Suffolk: Dozens of gun licences revoked over public safety concerns

FEARS for public safety have led to 45 gun licence holders having their permits revoked over the last two years, Suffolk police have said.

Thirty-six people, aged between 19 and 86, had their licences taken away during 2010 and 2011 as they were considered a danger to public safety or peace.

A further nine, aged between 34 and 85, had their permits revoked as they were said to be of “unstable mind”.

A total of 21,480 people in the county currently hold licences for 54,112 guns - 41,619 shotguns and 12,493 firearms.

The figures were revealed in a reply to a Freedom of Information request.

Suffolk Constabulary stressed safety is paramount and there is strict vetting procedure before licences are issued. Rigorous checks are also carried out on existing permit holders.

The police’s reassurances came after two high-profile multiple tragedies involving licensed gun-holders over an 18-month period.

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On New Year’s Day three women from the same family were found shot dead in County Durham. Their killer Michael Atherton, 42, died when he turned the gun on himself. Atherton was licensed to own six firearms.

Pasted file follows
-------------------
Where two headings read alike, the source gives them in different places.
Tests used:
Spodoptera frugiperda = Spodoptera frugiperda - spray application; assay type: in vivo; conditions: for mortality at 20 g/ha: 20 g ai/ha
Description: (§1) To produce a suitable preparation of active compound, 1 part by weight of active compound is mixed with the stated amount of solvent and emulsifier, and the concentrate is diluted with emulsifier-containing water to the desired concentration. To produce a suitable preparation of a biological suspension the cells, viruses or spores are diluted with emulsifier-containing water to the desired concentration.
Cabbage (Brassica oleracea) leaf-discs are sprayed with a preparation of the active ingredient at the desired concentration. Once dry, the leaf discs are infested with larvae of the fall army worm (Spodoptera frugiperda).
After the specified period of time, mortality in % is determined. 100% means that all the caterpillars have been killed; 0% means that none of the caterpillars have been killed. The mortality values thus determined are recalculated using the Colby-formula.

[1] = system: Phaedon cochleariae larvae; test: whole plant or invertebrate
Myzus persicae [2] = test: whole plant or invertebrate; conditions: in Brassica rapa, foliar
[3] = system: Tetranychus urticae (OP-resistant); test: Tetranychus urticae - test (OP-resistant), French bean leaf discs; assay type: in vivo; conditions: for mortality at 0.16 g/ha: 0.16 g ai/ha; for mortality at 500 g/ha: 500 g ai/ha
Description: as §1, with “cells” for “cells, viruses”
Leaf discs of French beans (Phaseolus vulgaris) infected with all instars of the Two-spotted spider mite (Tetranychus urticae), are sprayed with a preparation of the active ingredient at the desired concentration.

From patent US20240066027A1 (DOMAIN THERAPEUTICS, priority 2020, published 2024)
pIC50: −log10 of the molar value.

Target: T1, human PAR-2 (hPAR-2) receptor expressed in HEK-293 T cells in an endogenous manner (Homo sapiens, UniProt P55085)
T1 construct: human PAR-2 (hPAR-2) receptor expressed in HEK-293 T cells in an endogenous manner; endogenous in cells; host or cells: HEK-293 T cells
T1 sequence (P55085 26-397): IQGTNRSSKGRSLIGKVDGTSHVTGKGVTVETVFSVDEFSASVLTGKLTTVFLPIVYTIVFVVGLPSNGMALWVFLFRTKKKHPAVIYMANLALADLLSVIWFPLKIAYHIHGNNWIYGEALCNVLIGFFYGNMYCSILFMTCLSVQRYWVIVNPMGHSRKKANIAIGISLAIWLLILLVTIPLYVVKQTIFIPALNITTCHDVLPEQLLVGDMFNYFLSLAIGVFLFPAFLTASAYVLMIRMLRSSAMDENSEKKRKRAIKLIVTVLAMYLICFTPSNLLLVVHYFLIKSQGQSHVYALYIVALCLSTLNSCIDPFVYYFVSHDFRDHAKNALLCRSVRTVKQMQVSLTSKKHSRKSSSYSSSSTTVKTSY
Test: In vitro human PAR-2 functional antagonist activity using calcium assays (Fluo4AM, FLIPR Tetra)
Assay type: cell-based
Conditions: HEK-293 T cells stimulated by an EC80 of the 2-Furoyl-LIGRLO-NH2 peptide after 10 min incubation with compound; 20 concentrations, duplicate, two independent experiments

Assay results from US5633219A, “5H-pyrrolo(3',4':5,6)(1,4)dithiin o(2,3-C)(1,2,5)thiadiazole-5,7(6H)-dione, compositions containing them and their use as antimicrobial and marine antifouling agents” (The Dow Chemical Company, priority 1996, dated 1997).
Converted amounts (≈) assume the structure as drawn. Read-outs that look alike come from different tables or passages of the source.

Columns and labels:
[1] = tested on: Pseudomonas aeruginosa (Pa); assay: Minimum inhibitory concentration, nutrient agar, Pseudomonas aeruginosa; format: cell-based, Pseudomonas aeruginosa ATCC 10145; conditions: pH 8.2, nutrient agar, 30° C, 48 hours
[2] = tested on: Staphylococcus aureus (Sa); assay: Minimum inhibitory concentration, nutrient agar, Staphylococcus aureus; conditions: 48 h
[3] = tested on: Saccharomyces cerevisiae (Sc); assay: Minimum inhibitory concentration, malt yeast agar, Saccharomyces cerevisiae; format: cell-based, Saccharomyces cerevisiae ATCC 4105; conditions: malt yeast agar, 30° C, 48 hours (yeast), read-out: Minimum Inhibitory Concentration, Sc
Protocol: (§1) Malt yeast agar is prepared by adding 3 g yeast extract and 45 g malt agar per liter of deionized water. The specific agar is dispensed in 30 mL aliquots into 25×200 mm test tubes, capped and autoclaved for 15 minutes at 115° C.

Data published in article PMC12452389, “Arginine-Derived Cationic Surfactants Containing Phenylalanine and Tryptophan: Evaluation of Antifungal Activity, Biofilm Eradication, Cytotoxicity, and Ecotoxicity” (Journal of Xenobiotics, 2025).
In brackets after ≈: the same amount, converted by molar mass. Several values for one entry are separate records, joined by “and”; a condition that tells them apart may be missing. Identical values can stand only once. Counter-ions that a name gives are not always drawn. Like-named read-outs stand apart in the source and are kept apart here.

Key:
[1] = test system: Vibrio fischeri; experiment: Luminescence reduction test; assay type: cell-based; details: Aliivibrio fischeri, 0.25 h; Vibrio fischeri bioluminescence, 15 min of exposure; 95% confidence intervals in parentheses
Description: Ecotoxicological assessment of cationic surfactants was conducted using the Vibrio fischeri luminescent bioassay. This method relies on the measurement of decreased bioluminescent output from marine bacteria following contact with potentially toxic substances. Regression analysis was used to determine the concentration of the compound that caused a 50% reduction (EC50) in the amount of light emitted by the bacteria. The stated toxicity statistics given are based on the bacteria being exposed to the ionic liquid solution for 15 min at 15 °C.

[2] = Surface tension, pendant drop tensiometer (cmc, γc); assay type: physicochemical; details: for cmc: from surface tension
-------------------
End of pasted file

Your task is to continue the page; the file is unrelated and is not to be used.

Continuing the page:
In June 2010 Derrick Bird killed 12 people in Cumbria before shooting himself. The 52-year-old also held a gun licence.

Suffolk Constabulary’s firearms services manager Richard Kennett: “People hold shotguns and firearms for various reasons both as part of their profession or for recreational purposes.

“All applicants for the grant and renewal of certificates are subjected to a thorough vetting process.

“We have a team of specialist firearms enquiry officers who conduct home visits and interviews with all certificate applicants at the time of initial grant, at the point of renewal or in the case of shotgun renewal applicants who are subjected to a risk assessment whereby some renewal applicants are visited at point of renewal and others are visited later during the life of their certificates.

“We visit certificate holders at any time where information is received that may bring in question their suitability to possess firearms.

“We also use a national computer system to manage firearms licensing, the National Firearms Licensing Management System.

“This system is linked to the Police National Computer and automatically informs the firearms licensing team if a certificate holder is arrested for any offence across the country.

“Where a certificate holder is brought to the adverse attention of the police, enquires will be made and where necessary the guns and certificate will be taken into police possession.

“Where there is evidence that the certificate holder represents a danger to public safety the certificate will be revoked.”

There were a total of 60 licence revocations in Suffolk in 2010 and 2011.

The remaining 15 confiscations related to nine problems with guns and six people who had committed crimes.